6,000 Car Buyers Can't Be Wrong… Can They?
Even as Chrysler CEO Bob Nardelli is talking of billion dollar losses, his Dodge Boys are declaring the yet-to-be-seen Challenger SRT8 a runaway hit. The Detroit News reports that over 6k customers plunked down deposits this week for the $37,995 retro musclecar– much to the glee of dealers, some of whom have been dodging tumbleweeds on the showroom floor for years. Over half of the Challenger preorders specified "Hemi Orange," with the rest divided evenly between black and silver (the only other colors available). Placing an order only guarantees a Challenger challenger a place in line. With 2008 production limited to 10K units, there's gonna be a whole lot of disappointed muscleheads. The real determination whether or not the Challenger is a sales champ arrives in 2009 when the full line of cars, styled after one of the worst-selling '70's pony cars, hits the streets (or not). At that point, the new Challenger will be going head-to-head with the new… wait for it… here it comes… Chevrolet Camaro. And, lest we forget, the old new Mustang.
The problem isn't whether the Challenger will appeal only to "geezers," or whether muscle cars were dumb back in the 1960s. The problem is that Chrysler - and the rest of the Big Three - seem to view the excitement generated by vehicles like this as a substitute for building modern, reliable family sedans and crossovers that most people will actually buy. Lots of people - not just geezers - will salivate over the Challenger. I like it, too, and I'm not a geezer (at least, I hope that I'm not). But most of those people who look longingly at the Challenger will then drive to the Toyota store and sign the contract for a Camry or RAV-4. The Challenger is no substitute for a Sebring/Avenger that is fully competitive with the Accord, or a Dodge subcompact that can stand toe-to-toe with the Civic. As for nostalgia - the original Challenger (and 1970 Barracuda) were considered flops at the time. They entered a declining market for pony cars; they never met their original sales projections; and their quality was absymal even by the standards of the early 1970s. The Camaro Z-28 was a better all-around performer, while the Mustang was a better "secretary's special" (don't laugh - the Mustang's popularity with women is why it has survived while the others died) or "second car" for the family that wanted something inexpensive and stylish. The Hemi drank gasoline like it was going out of style and was hard to keep in tune. The interiors featured acres of cheap, hard plastic with ergonomics that were lousy even for the time. Like it or not, it was the Dodge Dart and Plymouth Valiant/Duster, along with Dodge trucks and vans, that kept Chrysler in business during the early 1970s.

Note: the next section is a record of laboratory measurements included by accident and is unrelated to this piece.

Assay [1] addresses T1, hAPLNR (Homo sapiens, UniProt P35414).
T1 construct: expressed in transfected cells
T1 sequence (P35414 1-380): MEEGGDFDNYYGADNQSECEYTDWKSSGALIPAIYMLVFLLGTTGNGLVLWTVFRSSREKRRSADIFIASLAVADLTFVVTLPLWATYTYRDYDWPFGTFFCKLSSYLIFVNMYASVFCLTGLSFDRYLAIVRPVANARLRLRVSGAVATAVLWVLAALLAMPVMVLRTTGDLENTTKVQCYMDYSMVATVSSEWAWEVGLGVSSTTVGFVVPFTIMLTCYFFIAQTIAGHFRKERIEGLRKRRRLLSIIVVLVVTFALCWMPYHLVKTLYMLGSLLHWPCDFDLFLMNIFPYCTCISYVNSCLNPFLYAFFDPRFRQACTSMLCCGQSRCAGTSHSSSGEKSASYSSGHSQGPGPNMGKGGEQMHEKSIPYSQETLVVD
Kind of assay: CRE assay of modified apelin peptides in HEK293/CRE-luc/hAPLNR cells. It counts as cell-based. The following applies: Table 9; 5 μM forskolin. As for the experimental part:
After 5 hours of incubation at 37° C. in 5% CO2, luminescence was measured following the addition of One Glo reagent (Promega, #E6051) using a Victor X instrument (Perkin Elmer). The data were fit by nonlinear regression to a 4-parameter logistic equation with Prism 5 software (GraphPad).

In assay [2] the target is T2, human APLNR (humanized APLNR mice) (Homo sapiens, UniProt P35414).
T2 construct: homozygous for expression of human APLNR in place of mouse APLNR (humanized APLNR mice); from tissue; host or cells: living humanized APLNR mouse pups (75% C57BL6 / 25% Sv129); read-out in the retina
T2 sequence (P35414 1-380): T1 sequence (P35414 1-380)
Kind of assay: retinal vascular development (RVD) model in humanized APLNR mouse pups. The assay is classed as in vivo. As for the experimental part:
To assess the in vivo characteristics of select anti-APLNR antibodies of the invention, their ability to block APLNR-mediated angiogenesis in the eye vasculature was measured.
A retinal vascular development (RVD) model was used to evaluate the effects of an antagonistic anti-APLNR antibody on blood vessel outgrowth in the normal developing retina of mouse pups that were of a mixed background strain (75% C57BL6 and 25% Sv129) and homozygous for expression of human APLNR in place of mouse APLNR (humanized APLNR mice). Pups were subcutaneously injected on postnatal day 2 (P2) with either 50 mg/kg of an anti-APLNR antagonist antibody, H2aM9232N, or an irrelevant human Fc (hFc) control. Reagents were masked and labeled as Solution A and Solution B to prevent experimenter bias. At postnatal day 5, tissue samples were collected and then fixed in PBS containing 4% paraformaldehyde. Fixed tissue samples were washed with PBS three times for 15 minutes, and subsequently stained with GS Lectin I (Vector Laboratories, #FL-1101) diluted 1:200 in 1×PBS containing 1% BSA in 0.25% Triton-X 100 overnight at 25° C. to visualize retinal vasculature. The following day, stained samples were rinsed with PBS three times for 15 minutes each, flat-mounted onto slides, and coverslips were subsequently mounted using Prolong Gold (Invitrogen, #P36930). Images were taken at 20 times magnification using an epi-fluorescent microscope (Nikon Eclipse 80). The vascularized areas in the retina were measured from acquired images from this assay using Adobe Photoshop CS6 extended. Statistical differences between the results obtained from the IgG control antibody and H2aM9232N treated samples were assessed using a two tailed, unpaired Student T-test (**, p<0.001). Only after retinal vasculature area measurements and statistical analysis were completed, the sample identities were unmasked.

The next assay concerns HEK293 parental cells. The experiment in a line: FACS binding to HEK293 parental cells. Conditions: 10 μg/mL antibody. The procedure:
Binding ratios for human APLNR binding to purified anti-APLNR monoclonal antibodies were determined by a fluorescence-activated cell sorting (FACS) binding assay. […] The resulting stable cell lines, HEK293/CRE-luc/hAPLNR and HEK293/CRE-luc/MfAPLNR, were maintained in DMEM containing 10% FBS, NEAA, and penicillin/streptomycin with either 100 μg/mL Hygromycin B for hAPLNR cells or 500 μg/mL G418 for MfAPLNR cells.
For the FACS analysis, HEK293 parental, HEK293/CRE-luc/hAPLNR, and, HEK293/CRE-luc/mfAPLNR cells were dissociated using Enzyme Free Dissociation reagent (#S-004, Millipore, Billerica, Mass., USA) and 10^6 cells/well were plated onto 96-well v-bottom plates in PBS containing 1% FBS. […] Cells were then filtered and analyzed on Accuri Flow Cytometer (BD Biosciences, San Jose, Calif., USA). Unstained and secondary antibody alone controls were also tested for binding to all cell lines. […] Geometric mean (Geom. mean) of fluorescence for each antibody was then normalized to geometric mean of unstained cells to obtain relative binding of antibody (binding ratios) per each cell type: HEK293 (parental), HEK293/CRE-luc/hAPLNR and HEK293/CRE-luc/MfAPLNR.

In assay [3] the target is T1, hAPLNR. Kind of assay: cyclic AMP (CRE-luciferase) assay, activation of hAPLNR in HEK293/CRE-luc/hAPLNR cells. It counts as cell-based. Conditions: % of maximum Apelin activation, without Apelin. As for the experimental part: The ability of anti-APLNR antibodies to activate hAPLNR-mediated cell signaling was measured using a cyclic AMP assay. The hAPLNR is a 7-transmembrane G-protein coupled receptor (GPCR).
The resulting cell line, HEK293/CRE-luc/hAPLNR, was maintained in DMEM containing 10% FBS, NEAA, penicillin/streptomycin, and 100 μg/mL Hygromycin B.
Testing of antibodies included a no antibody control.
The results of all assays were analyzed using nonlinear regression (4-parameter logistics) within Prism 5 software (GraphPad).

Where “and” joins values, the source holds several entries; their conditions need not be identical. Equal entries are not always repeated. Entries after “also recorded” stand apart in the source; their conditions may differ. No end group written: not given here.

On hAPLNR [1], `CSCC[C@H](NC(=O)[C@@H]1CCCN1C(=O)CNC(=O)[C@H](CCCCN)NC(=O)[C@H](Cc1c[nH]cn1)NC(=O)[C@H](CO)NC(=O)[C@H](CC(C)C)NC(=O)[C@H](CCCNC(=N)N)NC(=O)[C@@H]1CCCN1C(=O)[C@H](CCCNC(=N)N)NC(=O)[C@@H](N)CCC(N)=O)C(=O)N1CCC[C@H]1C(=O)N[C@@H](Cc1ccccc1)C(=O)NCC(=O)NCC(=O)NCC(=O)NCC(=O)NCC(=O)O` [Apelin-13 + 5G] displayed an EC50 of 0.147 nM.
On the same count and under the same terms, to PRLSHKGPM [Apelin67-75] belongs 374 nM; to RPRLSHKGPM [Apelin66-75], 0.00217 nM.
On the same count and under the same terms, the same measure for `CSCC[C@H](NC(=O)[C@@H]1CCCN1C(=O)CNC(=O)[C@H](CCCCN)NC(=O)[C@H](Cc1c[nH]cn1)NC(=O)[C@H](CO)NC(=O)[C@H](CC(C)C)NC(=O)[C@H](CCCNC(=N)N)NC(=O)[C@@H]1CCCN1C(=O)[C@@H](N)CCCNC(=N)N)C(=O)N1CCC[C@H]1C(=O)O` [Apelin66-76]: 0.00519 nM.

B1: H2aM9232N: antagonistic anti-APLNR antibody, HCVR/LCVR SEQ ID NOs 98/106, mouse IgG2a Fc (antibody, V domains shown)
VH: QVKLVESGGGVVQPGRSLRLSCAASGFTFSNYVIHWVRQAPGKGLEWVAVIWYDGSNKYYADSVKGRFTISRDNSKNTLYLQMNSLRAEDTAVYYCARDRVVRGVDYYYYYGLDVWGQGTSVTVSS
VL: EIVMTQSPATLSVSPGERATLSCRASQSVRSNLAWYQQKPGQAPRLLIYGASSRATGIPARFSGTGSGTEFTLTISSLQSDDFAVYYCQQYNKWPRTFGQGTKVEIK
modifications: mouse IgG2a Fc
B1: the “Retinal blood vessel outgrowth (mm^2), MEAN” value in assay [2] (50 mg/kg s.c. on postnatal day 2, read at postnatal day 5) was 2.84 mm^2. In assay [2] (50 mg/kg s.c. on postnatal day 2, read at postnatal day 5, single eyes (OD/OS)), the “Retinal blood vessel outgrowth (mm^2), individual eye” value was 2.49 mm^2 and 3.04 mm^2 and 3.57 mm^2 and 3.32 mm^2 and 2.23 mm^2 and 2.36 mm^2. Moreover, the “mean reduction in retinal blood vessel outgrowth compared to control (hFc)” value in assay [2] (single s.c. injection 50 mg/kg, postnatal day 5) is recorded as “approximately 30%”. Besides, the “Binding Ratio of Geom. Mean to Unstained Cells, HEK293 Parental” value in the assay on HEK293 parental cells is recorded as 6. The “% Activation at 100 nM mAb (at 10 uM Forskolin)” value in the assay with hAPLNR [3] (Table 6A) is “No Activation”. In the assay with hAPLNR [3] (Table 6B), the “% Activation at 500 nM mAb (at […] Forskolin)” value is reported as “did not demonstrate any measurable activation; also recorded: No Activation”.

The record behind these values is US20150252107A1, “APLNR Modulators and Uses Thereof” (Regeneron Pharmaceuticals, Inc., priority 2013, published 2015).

As Geeber and Whatdoiknow stated above, having a car people talk about or look at or smile at or reflect nostalgically about is not enough. If people won't lay down cash on it, what good is it? Yes, I suppose it might "get people into the showroom," but then what? Short of having salesmen rob the customers at gunpoint I don't see what financial gain could come from merely "getting people into the showroom." Would our Challenger-drooling muscle car fan be inclined to buy a Sebring? Or (God help us) a Caliber? Why? Because it was in the same showroom as the Challenger they wanted to see? Or because they were in a hurry to buy a car and, heck, they're already in the showroom anyway (the "impulse buy" theory of sales, I guess.) But a $25,000 - $40,000 car is not a tin of Altoids or a gossip magazine. It isn't something most people will buy on impulse. Seeing as how Chrysler has such a dismal lineup of "regular" cars, how does getting an aging boomer or even a twentysomething muscle car buff into the showroom translate to more sales? And what does it say about the company's confidence in itself that the only "new" ideas it has are to mine the old ideas of generations past?
Chrysler has a habit of creating non-mass-appeal vehicles. Magnum. Viper. Crossfire. Prowler. I think my Dad epitomizes the metro Detroit attitude when he says that muscle cars must have V-8s. This is simply not true any more. I feel that this car will be out of the price range of most of those who want it.
Detroit needs to figure out how Toyota can go without updating the Corolla for five years and still sell a metric buttload of them. (I'm not sure Toyota actually knows itself.) Flavor of the moment cars like the Challenger are not the key to profitablity; selling a ton of something where the engineering costs have been paid off years ago is. Now, the domestics actually have something like that-their full size pickups. They are updated rarely and sell in huge numbers despite that. However, that's a declining market segment overall.